Despite the bulk of it coming from China because that’s where the coronavirus is said to have started from, many other countries are starting to report even more cases in their own countries, and some even have the number of people infected hitting well above 5,000.
Previously, South Korea was said to have the highest number of cases outside of China at 7,382.
But Italy is close behind after 1,492 new cases were reported yesterday along with 133 more deaths, bringing their national total to 7,375 cases and 366 deaths.
Businesses have been affected, and tourism has been impacted severely as more countries are putting out travel advisories and bans in an attempt to curb the spread of the COVID-19 outbreak in their country.
Singapore, too, has suffered greatly due to the COVID-19 outbreak, and it seems that we are suffering a greater loss than when we had the severe acute respiratory syndrome (Sars) outbreak back then.
Travel Advisories Against Singapore
The Health Ministry of Thailand has now included Singapore, Japan, France, and Germany in their travel advisory to their people after only declaring China, Hong Kong, Macau, South Korea, Italy, and Iran as “dangerous communicable disease areas” last Thursday.
Dr Thanarak Phaliphat, deputy director-general of the Disease Control Department, said during a press conference, “As more countries have been affected by COVID-19, Thailand will have a higher risk of imported COVID-19 cases. Currently, we’re trying to adjust our measures to handle the higher risk.”
This also comes after Thailand’s announcement that visitors entering Thailand from countries hit by the virus are recommended to self-quarantine for two weeks.
Only undocumented Thai workers coming back from South Korea will be quarantined in government facilities.
Not The Only One
Thailand is not the only one that is warning against travel to Singapore.
In early February, Kuwait, Qatar, South Korea, and Israel also told their citizens to avoid non-essential travel to Singapore after our DORSCON level was raised to orange.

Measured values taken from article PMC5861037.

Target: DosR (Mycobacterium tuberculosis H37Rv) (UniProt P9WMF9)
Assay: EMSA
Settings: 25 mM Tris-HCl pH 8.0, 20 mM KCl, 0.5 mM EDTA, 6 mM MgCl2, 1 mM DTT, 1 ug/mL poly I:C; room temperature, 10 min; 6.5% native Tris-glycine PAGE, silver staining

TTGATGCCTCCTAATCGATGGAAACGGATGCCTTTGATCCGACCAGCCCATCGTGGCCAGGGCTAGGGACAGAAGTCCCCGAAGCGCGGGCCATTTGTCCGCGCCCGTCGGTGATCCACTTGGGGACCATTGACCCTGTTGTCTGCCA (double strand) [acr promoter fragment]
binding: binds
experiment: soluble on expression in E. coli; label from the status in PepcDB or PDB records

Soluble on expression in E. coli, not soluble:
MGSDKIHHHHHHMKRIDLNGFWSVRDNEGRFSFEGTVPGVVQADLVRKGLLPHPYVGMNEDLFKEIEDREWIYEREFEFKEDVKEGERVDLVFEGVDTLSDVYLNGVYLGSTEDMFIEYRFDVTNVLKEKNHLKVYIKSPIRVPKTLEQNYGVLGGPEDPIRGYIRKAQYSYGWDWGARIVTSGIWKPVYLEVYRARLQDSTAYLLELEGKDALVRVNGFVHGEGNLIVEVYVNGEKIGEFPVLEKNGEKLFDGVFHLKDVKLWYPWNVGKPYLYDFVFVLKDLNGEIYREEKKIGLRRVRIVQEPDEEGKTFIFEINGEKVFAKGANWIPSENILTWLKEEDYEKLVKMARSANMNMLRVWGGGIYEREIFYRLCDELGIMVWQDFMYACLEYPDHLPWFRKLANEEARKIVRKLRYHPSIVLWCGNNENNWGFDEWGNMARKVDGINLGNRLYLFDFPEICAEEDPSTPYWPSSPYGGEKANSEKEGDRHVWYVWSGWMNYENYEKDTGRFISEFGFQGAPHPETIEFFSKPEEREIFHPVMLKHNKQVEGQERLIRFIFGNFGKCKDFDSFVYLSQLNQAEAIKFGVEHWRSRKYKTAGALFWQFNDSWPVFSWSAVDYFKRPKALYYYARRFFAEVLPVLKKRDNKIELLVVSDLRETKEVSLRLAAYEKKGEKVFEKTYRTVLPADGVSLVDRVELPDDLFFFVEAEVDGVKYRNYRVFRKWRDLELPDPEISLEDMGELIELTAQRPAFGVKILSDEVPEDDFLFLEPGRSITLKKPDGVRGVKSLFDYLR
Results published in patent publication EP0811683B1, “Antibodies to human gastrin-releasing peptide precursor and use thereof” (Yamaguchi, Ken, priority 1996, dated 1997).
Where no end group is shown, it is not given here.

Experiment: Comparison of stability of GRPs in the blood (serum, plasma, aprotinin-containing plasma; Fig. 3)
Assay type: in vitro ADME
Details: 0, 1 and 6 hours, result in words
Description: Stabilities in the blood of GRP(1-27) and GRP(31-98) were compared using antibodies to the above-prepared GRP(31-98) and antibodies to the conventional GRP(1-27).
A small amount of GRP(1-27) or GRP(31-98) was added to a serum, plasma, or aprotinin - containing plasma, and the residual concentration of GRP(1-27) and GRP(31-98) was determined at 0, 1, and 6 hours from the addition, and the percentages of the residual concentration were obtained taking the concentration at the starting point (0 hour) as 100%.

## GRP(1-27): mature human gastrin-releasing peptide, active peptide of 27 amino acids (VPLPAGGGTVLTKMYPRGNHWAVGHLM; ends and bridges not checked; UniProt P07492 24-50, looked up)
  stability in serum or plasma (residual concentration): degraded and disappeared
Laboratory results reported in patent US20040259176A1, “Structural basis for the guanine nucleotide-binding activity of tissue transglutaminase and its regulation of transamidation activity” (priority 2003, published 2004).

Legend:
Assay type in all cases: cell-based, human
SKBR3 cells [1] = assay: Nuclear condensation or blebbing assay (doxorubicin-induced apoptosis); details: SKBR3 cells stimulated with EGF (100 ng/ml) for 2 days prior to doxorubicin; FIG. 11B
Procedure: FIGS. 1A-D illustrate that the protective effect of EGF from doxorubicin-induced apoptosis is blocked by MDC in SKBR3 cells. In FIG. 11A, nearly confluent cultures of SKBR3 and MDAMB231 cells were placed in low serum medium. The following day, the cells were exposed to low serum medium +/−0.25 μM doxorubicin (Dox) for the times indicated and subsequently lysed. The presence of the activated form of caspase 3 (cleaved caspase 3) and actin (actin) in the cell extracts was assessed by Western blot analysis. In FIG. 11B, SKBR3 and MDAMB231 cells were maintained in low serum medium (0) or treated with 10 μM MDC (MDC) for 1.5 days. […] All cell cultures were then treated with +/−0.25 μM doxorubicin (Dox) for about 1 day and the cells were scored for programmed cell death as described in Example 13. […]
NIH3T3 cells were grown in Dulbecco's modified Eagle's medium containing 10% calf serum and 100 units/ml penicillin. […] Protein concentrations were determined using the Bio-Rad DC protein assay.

Indonesia and Taiwan also warned their citizens and told them to take precautions if they were visiting Singapore.
Britain advised travellers returning from Singapore to monitor their health and to minimise contact with others for 14 days after their return.
In late February, India urged its citizens to avoid non-essential travel to Singapore.
Singapore’s Tourism Industry
Singapore has also taken a few precautionary measures to curb the spread of COVID-19, including travel restrictions of our own. For example, all new visitors who have travelled to China, Iran, Northern Italy, and South Korea within the last 14 days have been denied entry or transit through Singapore.
But with the COVID-19 outbreak, the Singapore Tourism Board (STB) estimates that there will be a 25% to 30% fall in visitor arrivals this year if the highly contagious virus continues to spread globally.
Who would dare to travel at this time and risk getting infected with COVID-19?
This estimation is steeper than the 19% drop in 2003 when Singapore experienced the Sars outbreak.
According to STB chief executive Keith Tan at an annual year-in-review last month, Singapore has been losing 18,000 to 20,000 international visitor arrivals on average every day because of the COVID-19 outbreak.
18,000 to 20,000 tourists a day may not seem like a lot, but for Singapore where we’ve had year-on-year increases in tourism, this 25% to 30% drop is a lot.
We can only pray that this outbreak will end soon and that we will be able to pull through.
Meanwhile, if you are healthy, locals should head out to enjoy the deals and promos offered by businesses in a bid to survive the fall.
Don’t worry, the SG Clean logo will tell you where it’s clean and safe, and businesses are now, more than ever, diligent in making sure everything’s clean.
After all, being tagged as the next cluster of Singapore will probably do them in.